Lymphedema: what is this pathology, what are its symptoms and treatment
Some diseases add to their symptoms the risk of being confused with other pathologies and thus delay their treatment. Sometimes because their symptoms are not specific and specific and therefore it is difficult to know exactly what happens to us, and sometimes because these are very similar to others of less importance that delay us seeking the help we need.
The lifedema is one of these. At first it seems a very marked fluid retention,because the body members begin to swell, but in reality it is a chronic disease that affects the lymphatic system and requires treatment.
As we say, lifedema is a chronic pathology that causes inflammation of the tissues . Although it can affect any part of the body, it usually begins with the legs or arms.
When the lymphatic system is damaged or blocked, the lymph accumulates in the tissues and spaces between the cells and causes inflammation.
It happens when the lifatic system does not work correctly. This system is a network of glands and ducts that runs throughout the body and helps fight infections and eliminate excess fluid. Lymph iscirculating through these ducts , a whitish fluid with a high content of white blood cells .
When the lymphatic system is damaged or blocked, the lymph accumulates in the tissues and spaces between cells and causes inflammations that can get worse and cause serious damage if left untreated.
Symptoms of lymphedema
The main symptom is the progressive swelling of some part of the body, often an arm or a leg. Little by little it is getting harder to introduce that member in clothes and watches, bracelets and rings that could be worn without difficulty suddenly begin to tighten more and more.
The swelling is often intermittent, and may get worse during the day and then decrease at night. If a treatment is not applied, it usually becomes more severe and progressive .
Other symptoms that may appear are a painful feeling of heaviness , difficulty in movements, wounds and infections in the skin, tightness and suppurations.
What can cause a lifedema?
There are two types of lenfedema, with different causes.
A primary lifedema is caused by alterations in the genes responsible for the development of the lymphatic system. The responsible genes cause that the lifático system, that is in charge to drain the excesses of liquid, does not work as it should.
Primary lymphedema is often a hereditary disease , although not all people born with these disorders develop the disease.
Secondary lymphedema develops in people who previously had a normal lymphatic system that has been damaged .
This can happen for many reasons, the most common are the following.
Surgery against cancer
Sometimes cancer treatment includes surgeries that remove part of the lymphatic system
Radiation therapy uses controlled doses of high-energy radiation to destroy cancerous tissues, but they can also damage healthy tissues . If some of the cancer cells are in the lymphatic system, there is a risk that the system itself is damaged and can not function properly afterwards.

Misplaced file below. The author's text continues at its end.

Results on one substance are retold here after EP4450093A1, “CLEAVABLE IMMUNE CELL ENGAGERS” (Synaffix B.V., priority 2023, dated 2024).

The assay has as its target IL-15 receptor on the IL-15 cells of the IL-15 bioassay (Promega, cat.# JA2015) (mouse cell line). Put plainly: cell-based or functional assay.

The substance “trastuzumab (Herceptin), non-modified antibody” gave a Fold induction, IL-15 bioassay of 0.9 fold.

Some infections and parasites
Some infections can damage the tissue around the lymphatic system, causing a scar that prevents it from functioning properly.
Filariasis is another infectious cause of lymphedema. It is a parasitic disease caused by tiny worms that live in the lymphatic system and block it.
Circulatory system diseases
Diseases that affect blood flow, such as thrombosis or varicose veins , can cause lymphedema in some people. Damage to veins can cause blood to leak out and invade other tissues, denying the parts of the lymphatic system responsible for draining excess fluids
The obese people , especially if they have severe obesity have an increased risk of inflammation . The reason is not very clear, but it seems that excess adipose tissue affects the lymphatic system in some way, reducing its ability to circulate fluids.
In these cases, losing weight is an important part of the treatment, and just by starting losing a few kilos begins to notice an improvement in inflammation.
Unlike the circulatory system, in the lymphatic system there is no motor that produces the circulation of the liquid it contains, but rather it is produced by the movements of all the tissues that surround it. Movement and exercise help the drainage of the lymphatic system, because the muscular activity around the channels that form it helps to mobilize the fluid towards it.
Little movement causes the opposite effect: the fluid accumulates because it is not driven into the lymphatic system . This increases the risk in people who due to accidents or other diseases are limited mobility for a season.
The symptoms can be controlled by applying techniques that prevent the accumulation of fluids
There is no cure for lymphedema, but usually you can control the symptoms by applying techniques that prevent the accumulation of fluids and stimulate circulation through the lymphatic system.
The most common are the use of compression bandages , moving and exercising regularly, eating a healthy diet and lifestyle and undergoing specialized massages.